The following "History of Valleyview School" was written by Marilyn Bailey in 2007 to mark the celebration of the school's 50th anniversary. It appeared in the 2007 Spring/Summer "Oneonta High School Alumni Newsletter."
Since Valleyview School opened in 1957, many changes have taken place. The main office relocated and is now part of a larger complex with rooms for board meetings, guidance counselor, speech teacher, school nurse, school psychologist, and occupational and physical therapists. The library was relocated, has been remodeled, and added an adjoining computer lab. A new wing was added to the original building in 1994 for 4th, 5th, & 6th grade classrooms and other purposeful rooms.
Miss Gertrude Eldred was principal when Valleyview School opened in the Fall of 1957. In 1926, Miss Eldred began teaching 5th grade at the East End School, located on Main Street where the Burger King restaurant once stood and where a veterinary practice now stands. Later that year Miss Lawler retired and Miss Eldred became principal and remained a part time teacher. Her small office and a custodian's office was on the top floor. A large rope attached to a bell in the bell tower hung through the ceiling. Also on that floor were two classrooms with a folding door partition that could be opened for whole school assemblies that began with prayer, Bible readings, the Pledge of Allegiance, and the singing of a patriotic song.
The original wooden District #11 school was constructed in 1880, but burned to the ground in 1900. The East End School was built of bricks in 1901 on the same site. Pupils enjoyed playing tag, dodge ball, Farmer in the Dell, and regular horseplay on the large playground behind the school and also in the old Wilber park on Park Street. Pupils who misbehaved had their hands slapped with a ruler or had their ears pulled.
The school became crowded as the pupil population grew and for fifteen years two classes met in a small empty family grocery store at the corner of Park and Main streets. As overcrowding continued, some classes only had half-day sessions. In 1956-1957, 1st and 2nd grades met for half a day only. 1st grade teacher Mrs. Muriel Thomas was concerned that her students were not getting adequate reading instruction. She devised a plan to meet with her students in small groups in some students' homes during the other half of each day. She implemented her plan but it was quickly discontinued. Some other teachers at the East End School were Miss Frances Ryan, Miss Bernice Saxton, Mrs. Marjorie Sutch, Mrs. Anna Bull, Miss Frances Townsend, Mrs. Catherine Stanley, Mr. Thomas Coady, and Mrs. Virginia Petchtle.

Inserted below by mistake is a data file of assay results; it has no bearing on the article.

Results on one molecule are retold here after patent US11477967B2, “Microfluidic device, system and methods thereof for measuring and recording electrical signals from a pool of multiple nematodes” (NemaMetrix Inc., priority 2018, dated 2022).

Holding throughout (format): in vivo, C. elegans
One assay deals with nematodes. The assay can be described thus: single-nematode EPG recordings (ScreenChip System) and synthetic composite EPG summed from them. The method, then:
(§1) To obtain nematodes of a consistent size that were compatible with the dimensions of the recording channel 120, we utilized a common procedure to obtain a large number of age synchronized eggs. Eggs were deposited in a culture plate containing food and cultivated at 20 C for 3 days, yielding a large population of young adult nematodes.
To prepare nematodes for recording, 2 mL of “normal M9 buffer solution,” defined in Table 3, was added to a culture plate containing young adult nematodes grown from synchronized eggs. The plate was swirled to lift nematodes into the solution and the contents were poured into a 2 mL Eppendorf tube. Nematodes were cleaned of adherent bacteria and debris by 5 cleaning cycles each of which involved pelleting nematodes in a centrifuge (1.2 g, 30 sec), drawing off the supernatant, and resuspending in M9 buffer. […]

Staff and students were excited when the new Valleyview School opened in the Fall of 1957. Students no longer had to eat lunch in their classrooms or practice tumbling on a mat dragged into their classrooms. The new school had a dual room called a cafetorium, used for both lunch and school assemblies. Another welcome feature was the large gymnasium with maple flooring and adjacent shower and locker room. The modern classrooms had skydomes for sunlight, hot and cold water sinks with a drinking fountain, and intercommunication system, and storage closets. The lower grades had their own classroom bathrooms. As opposed to floor mounted wooden chairs and desks with inkwells, Valleyview now had pink and green topped desks designed to fit the height of pupils.
Miss Eldred retired in 1966 and Mr. John Higgins was principal for the next 27 years, retiring in 1994. Following him were Mrs. Ginger Uhl, Mrs. Deborah Fletcher, and Mr. Walter Baskin. After her first year at Valleyview, Miss Eldred wrote, "The children at Valleyview have made a splendid record and a fine beginning this first year in the new building." Superintendent of Schools Harold V. Hager said, "We are living proof to the world that we know our greatest asset for the future is our boys and girls...We do not plan any longer to teach violin in the boiler room." Current principal Mr. Baskin and the fine staff at Valleyview School continue the long tradition of educating boys and girls.